The rapid reassessments of the length, character and costs of the war are being driven by Russia’s strategic shift from a bogged down attempt to seize kyiv and topple the government to a refocusing of military force in the southern and eastern areas. .
In the early days of the war, six weeks ago, it seemed possible that a Russian blitzkrieg could quickly storm the country and seize the capital. But fierce Ukrainian resistance, backed by Western weapons, and heavy Russian casualties have led Moscow to change its plan.
“The fact that the civilian inhabitants of Ukraine are being killed shows better what is the goal of [the] The Russian invasion is,” he told CNN’s Dana Bash through a translator. “The goal of that invasion is simply to extinguish the Ukrainian nation.”
The consequences of Russia’s ruthless mission will not be contained in Europe.
Treasury Secretary Janet Yellen, for example, warned on Wednesday of the “enormous repercussions” of the invasion on world food reserves and energy supplies. That, in turn, will create a chain of political fallout in the US and Western capitals.
More immediately in the US, the war’s jolt in gas and grocery prices, which had already surged in a wave of high inflation, could have political implications, even for President Joe Biden’s Democrats in the US. mid-term elections coming up.
A prolonged war will also have dire humanitarian consequences, given Putin’s strategy of razing cities and the apparent atrocities committed by his troops.
While the world has revolted at images of dead civilians, some apparently executed in areas vacated by Russian troops, the horror unfolding in the besieged cities of the south and east may be even crueler in scale, but it will be more difficult to expose for Ukrainians and foreign journalists. . This raises the prospect of impunity for some of the worst war crimes committed on the European continent since at least the Bosnian war, and possibly since the Second World War.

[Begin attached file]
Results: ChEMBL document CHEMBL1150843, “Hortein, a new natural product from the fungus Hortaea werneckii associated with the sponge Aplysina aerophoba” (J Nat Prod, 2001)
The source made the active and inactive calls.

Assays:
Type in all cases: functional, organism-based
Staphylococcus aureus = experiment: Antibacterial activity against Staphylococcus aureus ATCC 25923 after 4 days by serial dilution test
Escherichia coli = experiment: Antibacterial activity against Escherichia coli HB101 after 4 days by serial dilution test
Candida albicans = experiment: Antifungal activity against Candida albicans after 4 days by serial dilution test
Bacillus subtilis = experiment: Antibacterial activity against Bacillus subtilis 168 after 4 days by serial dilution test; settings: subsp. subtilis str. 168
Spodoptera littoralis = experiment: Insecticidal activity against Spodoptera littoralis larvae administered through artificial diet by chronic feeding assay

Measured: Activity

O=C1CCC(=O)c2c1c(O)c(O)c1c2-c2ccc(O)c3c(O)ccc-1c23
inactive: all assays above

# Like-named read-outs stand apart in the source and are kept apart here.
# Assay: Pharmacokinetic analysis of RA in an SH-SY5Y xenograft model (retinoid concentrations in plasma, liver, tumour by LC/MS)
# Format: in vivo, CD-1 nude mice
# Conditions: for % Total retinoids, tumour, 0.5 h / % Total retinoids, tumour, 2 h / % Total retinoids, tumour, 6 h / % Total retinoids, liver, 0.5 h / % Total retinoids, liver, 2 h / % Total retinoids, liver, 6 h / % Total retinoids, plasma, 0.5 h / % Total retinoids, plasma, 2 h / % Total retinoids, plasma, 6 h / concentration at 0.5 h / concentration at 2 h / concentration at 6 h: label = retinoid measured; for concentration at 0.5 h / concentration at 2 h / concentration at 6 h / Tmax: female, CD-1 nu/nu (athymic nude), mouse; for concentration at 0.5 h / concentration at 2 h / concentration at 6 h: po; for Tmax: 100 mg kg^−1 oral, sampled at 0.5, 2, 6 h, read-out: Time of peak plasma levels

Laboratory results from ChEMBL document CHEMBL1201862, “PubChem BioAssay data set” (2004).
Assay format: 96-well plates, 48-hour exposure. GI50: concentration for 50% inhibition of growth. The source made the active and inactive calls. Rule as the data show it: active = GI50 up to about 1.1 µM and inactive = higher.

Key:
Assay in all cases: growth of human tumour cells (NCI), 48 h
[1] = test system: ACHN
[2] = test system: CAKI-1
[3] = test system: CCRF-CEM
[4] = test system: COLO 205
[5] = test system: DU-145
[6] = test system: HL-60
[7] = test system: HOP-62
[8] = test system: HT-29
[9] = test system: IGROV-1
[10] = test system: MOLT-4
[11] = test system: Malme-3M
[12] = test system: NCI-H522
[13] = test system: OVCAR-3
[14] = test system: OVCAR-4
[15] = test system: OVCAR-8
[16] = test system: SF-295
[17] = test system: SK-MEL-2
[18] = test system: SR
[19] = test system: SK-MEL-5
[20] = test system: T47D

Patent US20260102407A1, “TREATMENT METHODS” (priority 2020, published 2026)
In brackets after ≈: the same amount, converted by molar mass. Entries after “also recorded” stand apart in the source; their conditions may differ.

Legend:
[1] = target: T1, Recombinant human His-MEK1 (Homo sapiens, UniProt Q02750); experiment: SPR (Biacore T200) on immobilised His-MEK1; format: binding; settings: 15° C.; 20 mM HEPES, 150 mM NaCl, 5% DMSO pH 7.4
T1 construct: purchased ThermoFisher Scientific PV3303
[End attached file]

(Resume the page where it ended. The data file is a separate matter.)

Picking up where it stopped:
Putin would test NATO with a long war in Ukraine
A long war will also provide a grueling test of NATO’s unity, following a surprisingly strong resolve shown by the Western alliance.
It would also enshrine a second protracted geopolitical joust between Moscow and the West. Putin will look for opportunities to open up new divisions among NATO partners as he seeks to conquer land in the east to boost a claim of victory at home.
“The first part of the war is over and Putin lost the first part of the war, much to his chagrin,” Steve Hall, the CIA’s former head of Russia operations, said on CNN on Wednesday.
“I think we’ll be in this for the long haul and I think it’s going to be a war of attrition. It’s going to be very tough on Ukraine.”
“This war could go on for a long time, but the United States will continue to stand with Ukraine and the Ukrainian people in the fight for freedom,” Biden told construction unions in Washington.
His warning underscores that his entire presidency, born of a crisis, a once-in-a-century pandemic, will now likely be defined by the West’s second major showdown with the Kremlin. The political fallout from the standoff is likely to reverberate beyond the November midterm elections and into the 2024 White House race. The fact that 63 Republican members of the House of Representatives, many of them top Donald Trump voted against a resolution supporting NATO this week fueling fears that the former president’s return to the White House could break the alliance’s unity.
Putin still wants ‘all of Ukraine’